by Alexander Mercouris
As everyone by now knows I have been a week in Moscow.
It was an extraordinary, wonderful visit packed with productive work and meetings with good friends. There is so much to say and I will try to say it when I can. But first a quick general impression about the economic and security situation unrelated to specific political news or to the Nemtsov murder (of which more soon).
Briefly, there is no doubt the inflation is hurting. I saw more beggars – overwhelmingly old and poor people – precisely the sort of people on low fixed incomes who get hurt most when inflation takes off. Their numbers are still far below those in London and compared to Athens there is simply no comparison.
In all other respects there were none of the visible signs of distress that I am familiar with from London and Athens during periods of economic crisis: no boarded up shops, no empty shelves in food stores (claims to that effect in the British press at least in relation to central Moscow are entirely untrue), no visible slack in business in bars, restaurants or cafes, no sale signs on shop windows, no litter in the streets, which compared to London and of course Athens are exceptionally clean.
Until news came through of the Nemtsov murder, which shocked everyone of every political persuasion including both supporters and opponents of the government (I know because I spoke with both) the situation in the city appeared entirely calm. The police were not tense until news of the Nemtsov murder came through and there was none of the palpable sense of tension I always now feel when I am in Athens and which I have also at various times felt in London, Paris and New York.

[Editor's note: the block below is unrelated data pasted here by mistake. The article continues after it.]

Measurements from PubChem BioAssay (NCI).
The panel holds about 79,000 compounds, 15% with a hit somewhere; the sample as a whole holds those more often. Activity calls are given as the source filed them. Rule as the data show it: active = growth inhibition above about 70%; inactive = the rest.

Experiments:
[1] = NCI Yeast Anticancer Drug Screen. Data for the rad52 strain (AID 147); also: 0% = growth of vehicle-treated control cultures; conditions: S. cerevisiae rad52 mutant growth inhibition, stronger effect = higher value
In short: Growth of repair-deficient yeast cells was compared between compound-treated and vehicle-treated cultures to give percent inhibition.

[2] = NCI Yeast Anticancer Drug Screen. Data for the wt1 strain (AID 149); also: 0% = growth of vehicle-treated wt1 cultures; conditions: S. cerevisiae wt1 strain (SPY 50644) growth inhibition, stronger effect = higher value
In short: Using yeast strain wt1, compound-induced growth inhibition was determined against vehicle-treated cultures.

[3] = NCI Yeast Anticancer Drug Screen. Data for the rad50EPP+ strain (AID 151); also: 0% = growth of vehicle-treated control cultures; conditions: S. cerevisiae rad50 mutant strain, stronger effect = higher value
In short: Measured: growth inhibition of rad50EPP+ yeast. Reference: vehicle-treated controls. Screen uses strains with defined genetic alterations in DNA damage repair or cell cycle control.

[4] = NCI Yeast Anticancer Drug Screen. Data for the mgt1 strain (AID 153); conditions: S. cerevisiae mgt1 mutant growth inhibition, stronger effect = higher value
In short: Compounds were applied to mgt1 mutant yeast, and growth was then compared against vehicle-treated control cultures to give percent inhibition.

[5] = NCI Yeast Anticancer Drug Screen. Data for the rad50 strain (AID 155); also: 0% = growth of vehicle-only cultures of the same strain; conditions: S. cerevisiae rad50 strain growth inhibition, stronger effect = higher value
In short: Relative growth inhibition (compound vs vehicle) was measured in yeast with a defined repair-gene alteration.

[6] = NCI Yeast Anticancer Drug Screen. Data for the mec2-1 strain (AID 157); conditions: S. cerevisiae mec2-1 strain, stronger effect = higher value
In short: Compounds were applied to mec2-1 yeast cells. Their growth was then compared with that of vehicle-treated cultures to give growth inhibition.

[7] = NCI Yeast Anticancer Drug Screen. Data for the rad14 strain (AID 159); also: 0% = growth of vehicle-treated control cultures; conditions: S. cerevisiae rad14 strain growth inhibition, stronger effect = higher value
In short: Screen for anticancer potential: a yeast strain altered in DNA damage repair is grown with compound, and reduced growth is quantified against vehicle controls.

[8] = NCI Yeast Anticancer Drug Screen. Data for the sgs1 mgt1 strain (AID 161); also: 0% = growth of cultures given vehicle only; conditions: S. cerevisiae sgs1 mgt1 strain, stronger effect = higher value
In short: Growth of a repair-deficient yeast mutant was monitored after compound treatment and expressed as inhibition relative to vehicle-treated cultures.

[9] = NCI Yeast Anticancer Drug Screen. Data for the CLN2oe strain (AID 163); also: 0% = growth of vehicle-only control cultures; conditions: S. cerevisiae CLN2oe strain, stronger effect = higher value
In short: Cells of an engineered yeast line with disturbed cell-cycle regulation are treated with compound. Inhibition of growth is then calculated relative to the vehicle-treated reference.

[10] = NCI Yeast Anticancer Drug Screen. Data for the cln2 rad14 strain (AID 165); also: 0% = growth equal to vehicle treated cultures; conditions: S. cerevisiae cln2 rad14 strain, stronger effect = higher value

In the days following the Nemtsov murder security was significantly tightened up but the police never appeared as threatening as they do in comparable situations in London and Athens. The police became far more visible including on the metro but they never openly brandished firearms in the extravagant way they do in London or Paris or Athens. On Sunday (the day of the protest) my belongings were carefully checked by the police when I was travelling on the metro and I was also asked to pass through an X ray machine but I was treated with courtesy and the policemen afterwards apologised for putting me to the trouble – something I have never known the police to do in any comparable situation in any other city.
There was no obvious sign of a country at war: no profusion of flags, patriotic posters, martial music etc as I have experienced in Athens and (surprisingly) in New York.
Overall the strong impression was of a city at peace. Certainly Moscow did not appear anything like as tense and edgy as I remember it from my first visit in 1998 or when I visited it again in 2004. It is also much, much richer than it was at the time of either of those visits in a way that the statistics do not fully capture.
Let me stress, this was a strictly surface impression. No doubt all sorts of things – some no doubt very ugly – are happening below the surface that as a non-Russian speaker on a brief visit I could not be aware of. The very fact of Nemtsov’s murder shows that this is so. However surface impressions can be a guide to important truths and for what they are worth I pass mine on.